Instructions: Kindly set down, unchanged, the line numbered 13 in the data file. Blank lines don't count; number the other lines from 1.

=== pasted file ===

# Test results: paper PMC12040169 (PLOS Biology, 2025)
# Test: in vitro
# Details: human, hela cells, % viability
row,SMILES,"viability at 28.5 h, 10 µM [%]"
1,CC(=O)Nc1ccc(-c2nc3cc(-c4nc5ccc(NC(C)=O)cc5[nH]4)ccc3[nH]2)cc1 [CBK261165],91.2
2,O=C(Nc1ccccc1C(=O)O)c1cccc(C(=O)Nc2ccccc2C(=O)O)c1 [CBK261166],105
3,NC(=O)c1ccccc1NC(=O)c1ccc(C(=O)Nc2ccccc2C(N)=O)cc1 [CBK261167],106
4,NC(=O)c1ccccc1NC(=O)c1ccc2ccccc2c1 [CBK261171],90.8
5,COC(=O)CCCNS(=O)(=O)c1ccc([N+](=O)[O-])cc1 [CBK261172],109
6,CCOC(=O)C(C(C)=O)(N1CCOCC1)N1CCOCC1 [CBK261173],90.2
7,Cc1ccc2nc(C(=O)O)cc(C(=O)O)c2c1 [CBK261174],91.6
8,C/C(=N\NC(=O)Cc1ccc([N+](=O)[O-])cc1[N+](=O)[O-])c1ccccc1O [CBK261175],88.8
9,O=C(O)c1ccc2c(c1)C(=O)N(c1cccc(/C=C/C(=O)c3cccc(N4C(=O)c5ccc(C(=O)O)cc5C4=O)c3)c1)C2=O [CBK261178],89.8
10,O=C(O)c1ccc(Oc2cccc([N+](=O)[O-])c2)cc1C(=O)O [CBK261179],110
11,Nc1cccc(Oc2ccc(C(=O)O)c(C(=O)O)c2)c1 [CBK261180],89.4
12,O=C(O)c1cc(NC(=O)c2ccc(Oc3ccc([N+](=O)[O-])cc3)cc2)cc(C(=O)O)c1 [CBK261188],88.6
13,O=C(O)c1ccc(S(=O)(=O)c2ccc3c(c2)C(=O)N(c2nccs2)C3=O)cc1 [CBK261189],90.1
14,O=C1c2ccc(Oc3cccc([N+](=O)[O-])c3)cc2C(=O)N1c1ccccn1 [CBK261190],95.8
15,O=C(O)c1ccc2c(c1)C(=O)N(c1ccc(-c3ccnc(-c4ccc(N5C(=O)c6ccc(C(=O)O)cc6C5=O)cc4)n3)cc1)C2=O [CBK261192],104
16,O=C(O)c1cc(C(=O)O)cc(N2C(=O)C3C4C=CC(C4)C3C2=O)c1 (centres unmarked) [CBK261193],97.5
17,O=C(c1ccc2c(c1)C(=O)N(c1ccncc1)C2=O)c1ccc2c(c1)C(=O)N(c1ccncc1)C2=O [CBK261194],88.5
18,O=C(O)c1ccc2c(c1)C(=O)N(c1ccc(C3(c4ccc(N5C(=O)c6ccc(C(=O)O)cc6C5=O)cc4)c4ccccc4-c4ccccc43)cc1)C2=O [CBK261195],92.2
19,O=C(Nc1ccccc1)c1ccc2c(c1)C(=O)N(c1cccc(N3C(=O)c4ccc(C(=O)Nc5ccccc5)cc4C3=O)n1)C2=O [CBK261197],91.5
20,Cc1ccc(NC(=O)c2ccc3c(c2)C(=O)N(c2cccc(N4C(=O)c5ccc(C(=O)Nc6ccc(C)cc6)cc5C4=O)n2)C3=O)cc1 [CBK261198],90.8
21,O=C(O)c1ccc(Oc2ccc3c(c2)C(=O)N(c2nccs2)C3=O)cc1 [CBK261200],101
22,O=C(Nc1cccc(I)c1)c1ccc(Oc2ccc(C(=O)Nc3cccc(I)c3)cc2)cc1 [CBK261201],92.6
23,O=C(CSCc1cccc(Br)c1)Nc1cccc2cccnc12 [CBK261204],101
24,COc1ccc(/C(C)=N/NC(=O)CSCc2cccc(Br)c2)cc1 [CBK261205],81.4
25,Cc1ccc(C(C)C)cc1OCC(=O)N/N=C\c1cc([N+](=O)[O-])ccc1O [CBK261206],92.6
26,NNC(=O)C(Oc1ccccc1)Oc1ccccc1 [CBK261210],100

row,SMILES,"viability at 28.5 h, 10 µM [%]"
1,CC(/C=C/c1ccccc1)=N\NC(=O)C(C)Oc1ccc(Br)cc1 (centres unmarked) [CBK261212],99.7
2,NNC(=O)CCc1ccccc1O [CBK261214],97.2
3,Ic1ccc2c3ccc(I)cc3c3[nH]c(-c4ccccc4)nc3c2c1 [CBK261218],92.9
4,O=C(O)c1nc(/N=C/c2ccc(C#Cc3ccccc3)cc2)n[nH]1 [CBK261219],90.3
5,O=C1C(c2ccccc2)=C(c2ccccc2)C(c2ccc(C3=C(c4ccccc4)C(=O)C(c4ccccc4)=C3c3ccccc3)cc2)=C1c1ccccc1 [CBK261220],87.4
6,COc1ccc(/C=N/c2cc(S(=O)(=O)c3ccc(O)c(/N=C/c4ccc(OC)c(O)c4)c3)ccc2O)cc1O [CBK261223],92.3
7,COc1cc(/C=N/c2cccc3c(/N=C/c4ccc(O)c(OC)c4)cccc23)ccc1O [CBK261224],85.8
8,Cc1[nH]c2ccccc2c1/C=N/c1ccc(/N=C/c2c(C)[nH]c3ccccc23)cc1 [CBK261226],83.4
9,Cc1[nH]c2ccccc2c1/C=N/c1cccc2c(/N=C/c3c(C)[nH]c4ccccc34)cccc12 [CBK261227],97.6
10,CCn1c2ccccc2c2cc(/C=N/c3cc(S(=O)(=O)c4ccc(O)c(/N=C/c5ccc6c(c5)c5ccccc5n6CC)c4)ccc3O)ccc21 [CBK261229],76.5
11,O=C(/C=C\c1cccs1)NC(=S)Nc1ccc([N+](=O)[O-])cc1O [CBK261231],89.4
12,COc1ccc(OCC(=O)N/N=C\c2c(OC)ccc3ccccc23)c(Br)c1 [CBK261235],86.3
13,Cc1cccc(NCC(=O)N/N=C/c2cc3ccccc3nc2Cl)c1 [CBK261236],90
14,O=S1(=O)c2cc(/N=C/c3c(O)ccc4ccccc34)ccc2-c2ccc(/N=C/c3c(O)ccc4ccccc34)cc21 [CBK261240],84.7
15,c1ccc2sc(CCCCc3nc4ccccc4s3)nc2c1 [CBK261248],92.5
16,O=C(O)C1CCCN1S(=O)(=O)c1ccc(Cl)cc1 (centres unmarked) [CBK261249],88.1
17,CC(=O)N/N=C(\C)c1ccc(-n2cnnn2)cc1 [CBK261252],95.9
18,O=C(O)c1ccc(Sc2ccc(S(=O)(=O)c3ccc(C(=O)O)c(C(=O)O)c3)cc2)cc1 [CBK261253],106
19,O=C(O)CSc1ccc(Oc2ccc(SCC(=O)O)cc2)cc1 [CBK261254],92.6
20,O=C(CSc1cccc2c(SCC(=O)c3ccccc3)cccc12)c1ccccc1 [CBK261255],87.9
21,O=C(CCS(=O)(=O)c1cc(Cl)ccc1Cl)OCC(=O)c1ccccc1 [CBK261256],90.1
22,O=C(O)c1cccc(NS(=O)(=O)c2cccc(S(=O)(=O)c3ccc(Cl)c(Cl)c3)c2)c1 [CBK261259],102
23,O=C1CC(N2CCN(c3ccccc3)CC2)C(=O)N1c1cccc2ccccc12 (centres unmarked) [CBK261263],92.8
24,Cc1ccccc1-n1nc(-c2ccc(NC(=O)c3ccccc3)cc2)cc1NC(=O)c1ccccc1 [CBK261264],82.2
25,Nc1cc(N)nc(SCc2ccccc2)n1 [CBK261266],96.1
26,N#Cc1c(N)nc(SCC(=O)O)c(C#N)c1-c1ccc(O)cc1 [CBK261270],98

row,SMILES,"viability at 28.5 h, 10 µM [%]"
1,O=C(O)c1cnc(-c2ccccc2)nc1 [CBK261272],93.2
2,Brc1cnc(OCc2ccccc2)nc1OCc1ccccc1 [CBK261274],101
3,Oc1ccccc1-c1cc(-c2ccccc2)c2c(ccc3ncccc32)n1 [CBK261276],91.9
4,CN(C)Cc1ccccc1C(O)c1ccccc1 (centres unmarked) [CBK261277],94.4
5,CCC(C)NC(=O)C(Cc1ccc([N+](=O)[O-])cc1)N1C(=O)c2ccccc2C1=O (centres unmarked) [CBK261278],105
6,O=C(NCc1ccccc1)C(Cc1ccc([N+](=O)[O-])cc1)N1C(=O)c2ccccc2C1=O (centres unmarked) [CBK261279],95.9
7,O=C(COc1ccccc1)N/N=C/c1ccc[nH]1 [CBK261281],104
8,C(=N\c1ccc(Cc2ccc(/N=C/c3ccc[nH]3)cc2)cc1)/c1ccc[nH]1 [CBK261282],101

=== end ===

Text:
9,O=C(O)c1ccc2c(c1)C(=O)N(c1cccc(/C=C/C(=O)c3cccc(N4C(=O)c5ccc(C(=O)O)cc5C4=O)c3)c1)C2=O [CBK261178],89.8